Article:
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Round 1, Game 2: Golden Knights beat Sharks 5-3, tie series at 1-1

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The penalty kill and Marc-Andre Fleury came up big.

Vegas Golden Knights v San Jose Sharks - Game Two
Cody Eakin, Nate Schmidt, and Alex Tuch celebrate Eakin’s goal in Game Two
Photo by Thearon W. Henderson/Getty Images

The Vegas Golden Knights bounced back with a 5-3 win against the San Jose Sharks Friday night at SAP Center, tying the series at 1-1.

A combination of a strong penalty kill and the play of Marc-Andre Fleury, who made 34 saves on 37 shots, saved the Knights on a night where they took far too many penalties.

The Golden Knights got off to a hot start, scoring the first three goals of the game in the first seven minutes, starting with Cody Eakin less than a minute into the game.

Colin Miller made an excellent play after taking a penalty to get a short-handed goal at 4:37. Max Pacioretty would follow with his first goal of the series 94 seconds later, stunning the crowd by scoring Vegas’ third unanswered goal and chasing Martin Jones from the crease.

However, Vegas’ impressive first-period lead dissolved because of more penalties. The Knights were shorthanded five times, and San Jose even had a 5-on-3 in the first period alone. Ten penalty minutes in a 20-minute period is unacceptable, and it cost the Golden Knights dearly, especially since two goals were a result of the same Miller cross-checking minor.

Erik Karlsson was crucial to San Jose’s comeback, getting two assists on the first two goals, including this Tomas Hertl goal:

Joe Thornton capped off the comeback with this goal:

But that would be the last goal San Jose got in the game.

In the second period, Vegas came back with a much more disciplined game that also allowed them to play better defensively. The Golden Knights took four penalty minutes (still not great, but definitely better) and killed both penalties.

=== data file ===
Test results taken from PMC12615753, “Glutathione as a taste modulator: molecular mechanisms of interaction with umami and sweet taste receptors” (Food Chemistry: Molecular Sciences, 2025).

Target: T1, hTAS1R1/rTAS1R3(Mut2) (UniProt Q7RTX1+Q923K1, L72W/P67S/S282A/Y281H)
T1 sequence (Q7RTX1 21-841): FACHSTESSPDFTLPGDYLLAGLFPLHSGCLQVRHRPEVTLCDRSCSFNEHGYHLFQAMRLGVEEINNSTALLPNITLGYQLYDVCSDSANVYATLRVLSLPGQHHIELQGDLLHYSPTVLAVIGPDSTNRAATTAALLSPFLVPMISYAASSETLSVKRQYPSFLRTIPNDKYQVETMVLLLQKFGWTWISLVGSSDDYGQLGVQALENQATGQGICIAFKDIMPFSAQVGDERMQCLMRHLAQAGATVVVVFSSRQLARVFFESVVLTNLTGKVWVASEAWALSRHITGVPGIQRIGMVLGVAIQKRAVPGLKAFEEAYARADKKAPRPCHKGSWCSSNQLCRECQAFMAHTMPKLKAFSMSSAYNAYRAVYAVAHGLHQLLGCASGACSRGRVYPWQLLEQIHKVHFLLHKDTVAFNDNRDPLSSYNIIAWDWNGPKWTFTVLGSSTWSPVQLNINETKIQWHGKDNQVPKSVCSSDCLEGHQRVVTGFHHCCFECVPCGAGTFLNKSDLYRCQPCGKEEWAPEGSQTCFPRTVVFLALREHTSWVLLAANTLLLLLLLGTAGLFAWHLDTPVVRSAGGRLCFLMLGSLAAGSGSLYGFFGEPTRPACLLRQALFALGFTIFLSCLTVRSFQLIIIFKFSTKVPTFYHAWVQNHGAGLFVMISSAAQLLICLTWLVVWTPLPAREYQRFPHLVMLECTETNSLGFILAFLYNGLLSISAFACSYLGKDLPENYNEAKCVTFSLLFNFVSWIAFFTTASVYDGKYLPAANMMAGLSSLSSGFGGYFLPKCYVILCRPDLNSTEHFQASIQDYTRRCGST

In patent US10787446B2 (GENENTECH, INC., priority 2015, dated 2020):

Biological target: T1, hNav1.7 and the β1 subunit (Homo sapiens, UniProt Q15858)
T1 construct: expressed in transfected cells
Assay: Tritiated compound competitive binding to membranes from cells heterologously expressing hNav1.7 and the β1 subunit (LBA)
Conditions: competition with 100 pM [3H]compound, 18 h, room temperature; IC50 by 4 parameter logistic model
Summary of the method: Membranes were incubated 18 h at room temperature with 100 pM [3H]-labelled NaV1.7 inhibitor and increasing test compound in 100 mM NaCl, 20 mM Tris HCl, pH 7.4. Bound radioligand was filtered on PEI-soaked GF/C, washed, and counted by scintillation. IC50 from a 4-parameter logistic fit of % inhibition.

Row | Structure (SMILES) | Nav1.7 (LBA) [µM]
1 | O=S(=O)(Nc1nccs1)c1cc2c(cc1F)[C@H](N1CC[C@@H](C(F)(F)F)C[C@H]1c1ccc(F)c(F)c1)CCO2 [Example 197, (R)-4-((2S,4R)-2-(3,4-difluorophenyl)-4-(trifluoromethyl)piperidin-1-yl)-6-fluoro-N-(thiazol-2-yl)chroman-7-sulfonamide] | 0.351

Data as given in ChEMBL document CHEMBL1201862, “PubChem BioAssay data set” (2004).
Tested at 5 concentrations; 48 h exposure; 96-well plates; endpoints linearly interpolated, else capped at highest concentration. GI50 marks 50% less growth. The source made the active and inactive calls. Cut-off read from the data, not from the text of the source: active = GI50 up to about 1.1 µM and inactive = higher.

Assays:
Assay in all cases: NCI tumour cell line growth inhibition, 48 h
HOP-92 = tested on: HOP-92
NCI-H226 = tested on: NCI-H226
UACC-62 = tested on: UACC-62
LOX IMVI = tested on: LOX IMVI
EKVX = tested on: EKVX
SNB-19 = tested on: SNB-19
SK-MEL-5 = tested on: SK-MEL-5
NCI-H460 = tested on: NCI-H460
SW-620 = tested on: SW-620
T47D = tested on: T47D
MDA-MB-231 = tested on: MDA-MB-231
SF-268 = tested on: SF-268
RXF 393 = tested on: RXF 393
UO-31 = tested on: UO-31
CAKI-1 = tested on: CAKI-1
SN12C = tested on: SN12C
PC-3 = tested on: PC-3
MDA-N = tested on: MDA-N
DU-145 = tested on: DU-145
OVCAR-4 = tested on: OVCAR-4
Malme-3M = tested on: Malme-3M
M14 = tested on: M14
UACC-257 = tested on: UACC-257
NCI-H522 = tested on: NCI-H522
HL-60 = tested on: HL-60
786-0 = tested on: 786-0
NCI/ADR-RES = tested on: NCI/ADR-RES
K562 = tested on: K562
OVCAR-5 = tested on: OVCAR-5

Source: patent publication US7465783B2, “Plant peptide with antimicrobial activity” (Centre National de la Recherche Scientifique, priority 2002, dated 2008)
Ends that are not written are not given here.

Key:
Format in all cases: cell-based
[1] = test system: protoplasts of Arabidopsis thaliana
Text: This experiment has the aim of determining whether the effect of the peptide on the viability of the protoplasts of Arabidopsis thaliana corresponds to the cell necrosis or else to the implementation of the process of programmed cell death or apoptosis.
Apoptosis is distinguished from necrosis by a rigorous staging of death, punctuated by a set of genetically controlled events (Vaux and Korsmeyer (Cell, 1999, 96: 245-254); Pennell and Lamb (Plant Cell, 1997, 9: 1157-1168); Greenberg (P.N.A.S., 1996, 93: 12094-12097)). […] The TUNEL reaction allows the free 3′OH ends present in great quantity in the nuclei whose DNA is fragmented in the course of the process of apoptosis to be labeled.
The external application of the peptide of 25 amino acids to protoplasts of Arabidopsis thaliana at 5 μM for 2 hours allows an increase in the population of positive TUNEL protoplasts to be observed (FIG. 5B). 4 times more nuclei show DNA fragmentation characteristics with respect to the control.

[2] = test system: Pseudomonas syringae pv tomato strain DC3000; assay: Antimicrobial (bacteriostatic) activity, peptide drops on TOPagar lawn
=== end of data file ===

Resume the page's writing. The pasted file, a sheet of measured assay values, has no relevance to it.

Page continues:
Mark Stone scored the only goal of the period, netting his third goal of the series just 1:31 into the middle frame on a Vegas power play.

In the third, William Karlsson scored the lone goal, a short-handed breakaway beauty at 7:35. It was set up by a perfect pass from Reilly Smith, and it wound up sealing the 5-3 victory for Vegas.

Until the third period, this game went the same way as Game 1. Vegas controlled play at 5-on-5, but had a hard time staying out of the box.

Through 40 minutes, Vegas held a 14-11 shot share and 6-5 high-danger share. The third period changed that, as Vegas got trapped in their own zone, allowing 10 shots against at 5-on-5 but taking just three.

The Golden Knights had better special team units in this game, however, and that was the deciding factor. Vegas got three shots and a high-danger chance in less than three minutes on the power play.

Shorthanded, Vegas had a 21.43 percent shot share and 22.22 percent high-danger share. Considering the fact that it’s the penalty kill, those numbers were very good.

Ultimately, though, Vegas faces the same problem as it did in Game 1 — discipline has to be better. The Golden Knights were fantastic when shorthanded, but they can’t be shorthanded 20 minutes a night and give up eight power plays each game and expect to take this series.

Five Golden Knights defensemen took at least one penalty in this game. Mark Stone and Tomas Nosek, mainstays on the penalty kill, were also sent to the box. That’s something the Golden Knights need to crack down on.

Colin Miller was the lone lineup change coming into this game, and he had a game of ups and downs. He took the most penalty minutes on the team with four, but scored a shorthanded goal. He played well when he was on the ice, but during those four penalty minutes, the Sharks scored two goals.

Still, with zero high-danger chances and zero goals given up (and with the additional offense Miller provides), fixing the penalty problem is still worth the investment to keep him in the lineup.

Nikita Gusev, in the running for KHL MVP two years in a row, secured his release from SKA in the KHL and is now on his way to Vegas. It’s possible he could play in Game 3, though that’s no guarantee. That’s a definite shakeup in the bottom six, but potentially a good one.

The series now shifts back to Vegas for two games, including Game 3 Sunday night. Vegas now holds home-ice advantage in the series.